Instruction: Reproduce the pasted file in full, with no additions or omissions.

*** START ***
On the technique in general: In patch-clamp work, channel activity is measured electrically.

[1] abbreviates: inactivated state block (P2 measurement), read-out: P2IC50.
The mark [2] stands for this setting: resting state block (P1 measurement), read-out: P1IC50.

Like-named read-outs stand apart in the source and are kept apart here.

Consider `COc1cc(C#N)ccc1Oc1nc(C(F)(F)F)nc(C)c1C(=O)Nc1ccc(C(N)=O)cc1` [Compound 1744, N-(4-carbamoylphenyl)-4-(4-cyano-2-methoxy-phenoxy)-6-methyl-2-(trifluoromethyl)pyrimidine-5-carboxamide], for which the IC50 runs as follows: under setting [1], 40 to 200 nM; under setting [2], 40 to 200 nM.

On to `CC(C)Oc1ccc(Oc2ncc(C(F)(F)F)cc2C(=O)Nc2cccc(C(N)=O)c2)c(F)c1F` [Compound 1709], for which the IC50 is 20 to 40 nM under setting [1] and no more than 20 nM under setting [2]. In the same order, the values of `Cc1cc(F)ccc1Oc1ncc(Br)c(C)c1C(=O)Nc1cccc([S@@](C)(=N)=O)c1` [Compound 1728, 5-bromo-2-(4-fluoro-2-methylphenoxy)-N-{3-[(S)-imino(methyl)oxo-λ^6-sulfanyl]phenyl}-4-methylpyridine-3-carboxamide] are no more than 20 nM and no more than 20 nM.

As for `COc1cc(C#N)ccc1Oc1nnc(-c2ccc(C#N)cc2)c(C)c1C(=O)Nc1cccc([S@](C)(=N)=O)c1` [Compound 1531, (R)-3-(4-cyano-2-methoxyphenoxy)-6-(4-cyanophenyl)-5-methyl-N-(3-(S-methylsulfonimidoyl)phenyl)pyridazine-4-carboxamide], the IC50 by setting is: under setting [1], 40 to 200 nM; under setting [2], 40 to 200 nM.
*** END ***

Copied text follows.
On the technique in general: In patch-clamp work, channel activity is measured electrically.

[1] abbreviates: inactivated state block (P2 measurement), read-out: P2IC50.
The mark [2] stands for this setting: resting state block (P1 measurement), read-out: P1IC50.

Like-named read-outs stand apart in the source and are kept apart here.

Consider `COc1cc(C#N)ccc1Oc1nc(C(F)(F)F)nc(C)c1C(=O)Nc1ccc(C(N)=O)cc1` [Compound 1744, N-(4-carbamoylphenyl)-4-(4-cyano-2-methoxy-phenoxy)-6-methyl-2-(trifluoromethyl)pyrimidine-5-carboxamide], for which the IC50 runs as follows: under setting [1], 40 to 200 nM; under setting [2], 40 to 200 nM.

On to `CC(C)Oc1ccc(Oc2ncc(C(F)(F)F)cc2C(=O)Nc2cccc(C(N)=O)c2)c(F)c1F` [Compound 1709], for which the IC50 is 20 to 40 nM under setting [1] and no more than 20 nM under setting [2]. In the same order, the values of `Cc1cc(F)ccc1Oc1ncc(Br)c(C)c1C(=O)Nc1cccc([S@@](C)(=N)=O)c1` [Compound 1728, 5-bromo-2-(4-fluoro-2-methylphenoxy)-N-{3-[(S)-imino(methyl)oxo-λ^6-sulfanyl]phenyl}-4-methylpyridine-3-carboxamide] are no more than 20 nM and no more than 20 nM.

As for `COc1cc(C#N)ccc1Oc1nnc(-c2ccc(C#N)cc2)c(C)c1C(=O)Nc1cccc([S@](C)(=N)=O)c1` [Compound 1531, (R)-3-(4-cyano-2-methoxyphenoxy)-6-(4-cyanophenyl)-5-methyl-N-(3-(S-methylsulfonimidoyl)phenyl)pyridazine-4-carboxamide], the IC50 by setting is: under setting [1], 40 to 200 nM; under setting [2], 40 to 200 nM.